Comprising more than 65 ethnic groups, they are often subject to discrimination in education, healthcare and employment, according to such sources as Amnesty International. “They have a higher rate of poverty and less access to education,” noted Aveggio.

The Voices Through Time video shows how indigenous and Amazonian people in Peru use radio and new information and communication technologies to influence their representation in the media, preserve their culture and identities, and defend and exercise their rights, according to a WACC news release.

They feel they are often not adequately represented in Peru’s mass media, Aveggio said, noting that some local radio broadcasts are in indigenous languages, compared to the dominant society’s use of Spanish.

Founded in 1986, Chirapaq seeks to have the social, cultural, political and economic rights of indigenous and Amazonian people more widely recognized. Their work covers five regions in Peru: Ayacucho, Cajamarca, Cusco, Puno and Junín, according to WACC.

In 2009 Chirapaq promoted the development of participatory radio productions, which led to the strengthening of the Network of Quechua Indigenous Communicators of Ayacucho. Later it organized the National Workshop of Indigenous Communications.

Chirapaq collaborated with the First Permanent Forum of Andean Indigenous and Amazonian Women of Peru to form the Network of Indigenous Communicators of Peru.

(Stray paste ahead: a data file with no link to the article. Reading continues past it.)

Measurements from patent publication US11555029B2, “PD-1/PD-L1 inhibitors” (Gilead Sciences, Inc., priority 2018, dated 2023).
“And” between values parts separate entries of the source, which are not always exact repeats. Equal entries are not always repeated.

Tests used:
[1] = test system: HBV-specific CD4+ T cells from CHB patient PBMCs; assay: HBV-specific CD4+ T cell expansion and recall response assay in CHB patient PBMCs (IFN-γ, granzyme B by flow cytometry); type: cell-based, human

Chirapaq’s director, Tarcila Rivera, was recently appointed to the Global Civil Society Advisory Group of U.N. Women. In July 2011 Rivera was honored with a Visionaries Award by the Ford Foundation for her work “lifting up the voices of indigenous peoples.”

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Anglican Journal News, July 3, 2012

 

In a changed world, churches need to rethink communications

Posted on: May 30th, 2012 by CEP Administrator No Comments
General, News, Reviews

 

By ENInews Staff

[Ecumenical News International] The world of communication has changed so radically in the past 20 years that it is time for churches to rethink how they communicate concerns about injustice and conflict, said a group of Christian communicators gathered in Busan, South Korea.

Busan is the site of the next assembly of the World Council of Churches (WCC), scheduled for Oct. 20 to Nov. 8, 2013. The group of journalists and communication advocates met this week to draft a statement on the theme of the assembly, “God of life, lead us to justice and peace.”

“The last time the WCC discussed the issue of how to communicate with the world was at its assembly in Vancouver in 1983,” said Cheon Young-cheol, Korean communication coordinator for the Korea Host Committee (KHC) for the assembly.

“Since then social media and citizen journalists have emerged. It is time to look at these new opportunities that churches now have to gather and distribute news about injustices and abuse of the environment.”

The consultation on communication was convened at the initiative of the KHC and was co-moderated by the WCC and World Association for Christian Communication (WACC). The WCC also co-sponsored the event.

The 12-member group included representatives of Korean Christian media as well church journalists and communication specialists from India, Germany, Canada, Argentina, Brazil and Switzerland.